Cigars international in East Allen Township donating 18,000 cigars to U.S. troops serving abroad
E. ALLEN TWP. | Staff Sgt. Kurt Johnson still remembers his first smoke in Iraq.
After a particularly stressful patrol, he said his fellow soldiers in the U.S. Army received a surprise donation of cigars.
They set up some lawn chairs they found lying around, lit up their cigars and, without saying a word, started smoking in the desert.
"It was a chance to just spend time with one another and not think about what was going on," said Johnson, currently serving with the Bethlehem Recruiting Station. "It kind of gives you a sense of being back home."
Cigars International will ship 18,000 cigars to soldiers serving in Iraq and Afghanistan, the largest single donation by the township-based cigar manufacturer.
The donation amounts to $65,000 worth of cigars, not including shipping costs, company spokeswoman Debi Lehr said.
"If you enjoy cigars now and then and you've been overseas and under duress, it's nice to have a little treat like this," said Keith Meier, president of Cigars International.
Deborah Brown, an American Lung Association spokeswoman, said such donations are really just a disguised marketing ploy for a product with a documented history of causing health problems.
"We send these products over to our soldiers who are fighting to defend our country and they come back addicted to their product," Brown said. "They're providing them with an unhealthy choice, whether it's donated or whether they have to pay for it."
Meier acknowledged the health questions such donations raise, but said the soldiers and customers alike should smoke the cigars in moderation.
"Some folks think cigars are tobacco and therefore evil, but in truth it's very different," he said. "The average customer has two a week. It's something people enjoy occasionally, similar to a glass of wine."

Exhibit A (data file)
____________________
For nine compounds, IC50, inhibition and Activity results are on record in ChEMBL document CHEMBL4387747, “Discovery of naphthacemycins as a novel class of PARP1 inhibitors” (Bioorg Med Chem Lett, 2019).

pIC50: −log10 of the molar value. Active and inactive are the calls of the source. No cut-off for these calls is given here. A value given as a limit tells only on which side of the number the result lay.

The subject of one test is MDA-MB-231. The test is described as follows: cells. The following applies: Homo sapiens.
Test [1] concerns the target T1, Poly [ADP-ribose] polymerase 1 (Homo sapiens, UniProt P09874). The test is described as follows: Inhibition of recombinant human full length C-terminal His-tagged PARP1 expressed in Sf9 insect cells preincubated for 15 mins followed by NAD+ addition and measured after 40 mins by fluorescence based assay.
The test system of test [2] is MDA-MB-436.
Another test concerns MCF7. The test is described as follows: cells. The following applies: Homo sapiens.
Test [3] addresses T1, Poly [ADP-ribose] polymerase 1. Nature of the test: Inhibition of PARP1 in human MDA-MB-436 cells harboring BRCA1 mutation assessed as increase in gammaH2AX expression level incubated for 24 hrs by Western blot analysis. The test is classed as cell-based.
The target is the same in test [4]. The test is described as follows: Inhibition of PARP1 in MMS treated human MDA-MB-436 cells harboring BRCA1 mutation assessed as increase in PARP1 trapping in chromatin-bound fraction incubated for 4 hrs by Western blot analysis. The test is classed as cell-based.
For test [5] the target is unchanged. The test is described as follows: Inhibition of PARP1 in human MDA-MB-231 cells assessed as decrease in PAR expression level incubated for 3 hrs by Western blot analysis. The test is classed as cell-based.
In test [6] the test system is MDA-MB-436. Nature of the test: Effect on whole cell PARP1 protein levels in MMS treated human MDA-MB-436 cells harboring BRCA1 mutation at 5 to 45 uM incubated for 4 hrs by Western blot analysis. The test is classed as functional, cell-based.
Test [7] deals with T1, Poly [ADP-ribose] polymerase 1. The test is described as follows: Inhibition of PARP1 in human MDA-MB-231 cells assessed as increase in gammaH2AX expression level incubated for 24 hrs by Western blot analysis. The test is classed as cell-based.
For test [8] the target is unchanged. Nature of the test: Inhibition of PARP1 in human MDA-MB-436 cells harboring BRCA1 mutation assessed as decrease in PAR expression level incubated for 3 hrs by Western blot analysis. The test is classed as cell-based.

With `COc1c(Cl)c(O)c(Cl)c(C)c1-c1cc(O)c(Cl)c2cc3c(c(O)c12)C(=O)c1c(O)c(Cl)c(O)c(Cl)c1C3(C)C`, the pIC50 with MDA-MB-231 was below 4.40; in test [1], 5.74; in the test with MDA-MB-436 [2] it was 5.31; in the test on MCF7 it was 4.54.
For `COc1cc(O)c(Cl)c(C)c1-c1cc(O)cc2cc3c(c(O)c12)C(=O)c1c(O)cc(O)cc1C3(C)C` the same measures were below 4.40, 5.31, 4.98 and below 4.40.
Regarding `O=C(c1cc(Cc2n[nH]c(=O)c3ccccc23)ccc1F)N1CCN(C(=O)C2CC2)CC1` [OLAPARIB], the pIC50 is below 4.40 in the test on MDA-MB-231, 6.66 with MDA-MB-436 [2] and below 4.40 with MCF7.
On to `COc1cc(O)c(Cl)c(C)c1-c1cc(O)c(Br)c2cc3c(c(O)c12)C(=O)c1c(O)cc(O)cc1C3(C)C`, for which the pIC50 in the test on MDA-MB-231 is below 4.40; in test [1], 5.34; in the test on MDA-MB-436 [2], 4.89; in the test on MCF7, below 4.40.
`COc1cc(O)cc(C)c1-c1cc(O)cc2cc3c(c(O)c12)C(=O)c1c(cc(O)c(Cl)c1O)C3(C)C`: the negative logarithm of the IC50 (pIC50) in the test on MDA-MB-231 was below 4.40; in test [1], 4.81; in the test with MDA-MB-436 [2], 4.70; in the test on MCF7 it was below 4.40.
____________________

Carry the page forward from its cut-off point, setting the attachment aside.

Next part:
Sgt. Jeff Herling, originally from Hazleton before he was stationed in Bethlehem, said getting cigars provided a morale booster similar to receiving letters of support.
Herling said half the men in his platoon smoked cigars in Iraq and they would order in bulk because they never knew how long it would take for a shipment to arrive.
"You couldn't exactly walk down to the store or get on the Internet and get them," Herling said. "When we'd get our cigar order in, it was just happiness, you know. It was time to relax."
Cigar International encouraged customers to buy three premium cigars for $5, with the promise of making a matching donation of cigars to the troops.
Advertisements ran in publications ranging from Newsweek to Sports Illustrated, Meier said. The 18,000 cigars were purchased between May 1 and Oct. 1.
They will be distributed to various locations throughout Iraq and Afghanistan, although Lehr did not know the exact locations.
About 5,000 shipments -- mostly boxes of 30 cigars each -- are packaged out of the East Allen Township distribution facility and shipped around the country every day, Meier said.
As Sgt. Steven Brubaker watched the cigars get packaged, he said he was reminded of the first sergeant he had overseas, who always had a cigar in his mouth.
"We'd come together after a mission and push work to the side, sit down and talk about life over cigars," Brubaker said. "You can't beat a free cigar."
Thursday, October 23, 2008